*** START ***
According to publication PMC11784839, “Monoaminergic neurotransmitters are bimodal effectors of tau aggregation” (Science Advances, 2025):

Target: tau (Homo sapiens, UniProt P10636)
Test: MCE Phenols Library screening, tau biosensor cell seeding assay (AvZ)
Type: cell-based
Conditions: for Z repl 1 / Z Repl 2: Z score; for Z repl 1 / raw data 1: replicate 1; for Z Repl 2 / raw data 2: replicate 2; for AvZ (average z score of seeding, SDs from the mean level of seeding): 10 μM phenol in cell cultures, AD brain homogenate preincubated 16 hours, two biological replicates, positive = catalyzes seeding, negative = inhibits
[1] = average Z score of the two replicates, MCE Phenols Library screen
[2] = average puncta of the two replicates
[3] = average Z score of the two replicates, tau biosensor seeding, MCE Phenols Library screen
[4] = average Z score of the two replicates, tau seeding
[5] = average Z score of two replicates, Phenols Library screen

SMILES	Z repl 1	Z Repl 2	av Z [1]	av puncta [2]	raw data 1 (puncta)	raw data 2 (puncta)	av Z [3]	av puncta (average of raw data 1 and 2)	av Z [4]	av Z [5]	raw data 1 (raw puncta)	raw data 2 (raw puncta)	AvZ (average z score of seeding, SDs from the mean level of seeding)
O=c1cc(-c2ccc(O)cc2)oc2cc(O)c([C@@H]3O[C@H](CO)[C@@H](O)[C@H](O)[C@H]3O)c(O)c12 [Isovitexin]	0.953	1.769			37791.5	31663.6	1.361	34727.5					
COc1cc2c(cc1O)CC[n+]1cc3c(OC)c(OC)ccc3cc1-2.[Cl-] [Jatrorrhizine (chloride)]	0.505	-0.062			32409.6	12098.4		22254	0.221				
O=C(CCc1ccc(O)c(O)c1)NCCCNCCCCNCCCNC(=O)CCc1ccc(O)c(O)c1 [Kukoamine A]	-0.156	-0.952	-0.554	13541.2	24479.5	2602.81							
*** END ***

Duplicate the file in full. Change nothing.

According to publication PMC11784839, “Monoaminergic neurotransmitters are bimodal effectors of tau aggregation” (Science Advances, 2025):

Target: tau (Homo sapiens, UniProt P10636)
Test: MCE Phenols Library screening, tau biosensor cell seeding assay (AvZ)
Type: cell-based
Conditions: for Z repl 1 / Z Repl 2: Z score; for Z repl 1 / raw data 1: replicate 1; for Z Repl 2 / raw data 2: replicate 2; for AvZ (average z score of seeding, SDs from the mean level of seeding): 10 μM phenol in cell cultures, AD brain homogenate preincubated 16 hours, two biological replicates, positive = catalyzes seeding, negative = inhibits
[1] = average Z score of the two replicates, MCE Phenols Library screen
[2] = average puncta of the two replicates
[3] = average Z score of the two replicates, tau biosensor seeding, MCE Phenols Library screen
[4] = average Z score of the two replicates, tau seeding
[5] = average Z score of two replicates, Phenols Library screen

SMILES	Z repl 1	Z Repl 2	av Z [1]	av puncta [2]	raw data 1 (puncta)	raw data 2 (puncta)	av Z [3]	av puncta (average of raw data 1 and 2)	av Z [4]	av Z [5]	raw data 1 (raw puncta)	raw data 2 (raw puncta)	AvZ (average z score of seeding, SDs from the mean level of seeding)
O=c1cc(-c2ccc(O)cc2)oc2cc(O)c([C@@H]3O[C@H](CO)[C@@H](O)[C@H](O)[C@H]3O)c(O)c12 [Isovitexin]	0.953	1.769			37791.5	31663.6	1.361	34727.5					
COc1cc2c(cc1O)CC[n+]1cc3c(OC)c(OC)ccc3cc1-2.[Cl-] [Jatrorrhizine (chloride)]	0.505	-0.062			32409.6	12098.4		22254	0.221				
O=C(CCc1ccc(O)c(O)c1)NCCCNCCCCNCCCNC(=O)CCc1ccc(O)c(O)c1 [Kukoamine A]	-0.156	-0.952	-0.554	13541.2	24479.5	2602.81							